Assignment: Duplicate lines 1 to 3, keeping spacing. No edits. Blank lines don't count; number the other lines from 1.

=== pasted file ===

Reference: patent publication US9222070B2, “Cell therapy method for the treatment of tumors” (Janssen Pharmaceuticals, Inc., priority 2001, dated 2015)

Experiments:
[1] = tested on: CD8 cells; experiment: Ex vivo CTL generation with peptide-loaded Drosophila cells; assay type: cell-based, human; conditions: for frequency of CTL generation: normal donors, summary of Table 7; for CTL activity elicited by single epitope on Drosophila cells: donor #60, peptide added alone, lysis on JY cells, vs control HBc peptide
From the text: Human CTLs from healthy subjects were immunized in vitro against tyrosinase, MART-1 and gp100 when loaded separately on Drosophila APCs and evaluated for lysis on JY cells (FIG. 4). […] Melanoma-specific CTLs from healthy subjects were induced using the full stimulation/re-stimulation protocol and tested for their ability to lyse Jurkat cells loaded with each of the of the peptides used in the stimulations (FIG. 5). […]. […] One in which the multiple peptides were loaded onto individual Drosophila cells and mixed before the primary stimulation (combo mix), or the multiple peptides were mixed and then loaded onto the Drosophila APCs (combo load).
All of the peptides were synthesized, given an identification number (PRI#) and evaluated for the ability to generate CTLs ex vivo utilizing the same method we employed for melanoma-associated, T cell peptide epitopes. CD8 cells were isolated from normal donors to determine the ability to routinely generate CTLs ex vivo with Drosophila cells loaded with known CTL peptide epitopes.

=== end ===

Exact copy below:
Reference: patent publication US9222070B2, “Cell therapy method for the treatment of tumors” (Janssen Pharmaceuticals, Inc., priority 2001, dated 2015)

Experiments:
[1] = tested on: CD8 cells; experiment: Ex vivo CTL generation with peptide-loaded Drosophila cells; assay type: cell-based, human; conditions: for frequency of CTL generation: normal donors, summary of Table 7; for CTL activity elicited by single epitope on Drosophila cells: donor #60, peptide added alone, lysis on JY cells, vs control HBc peptide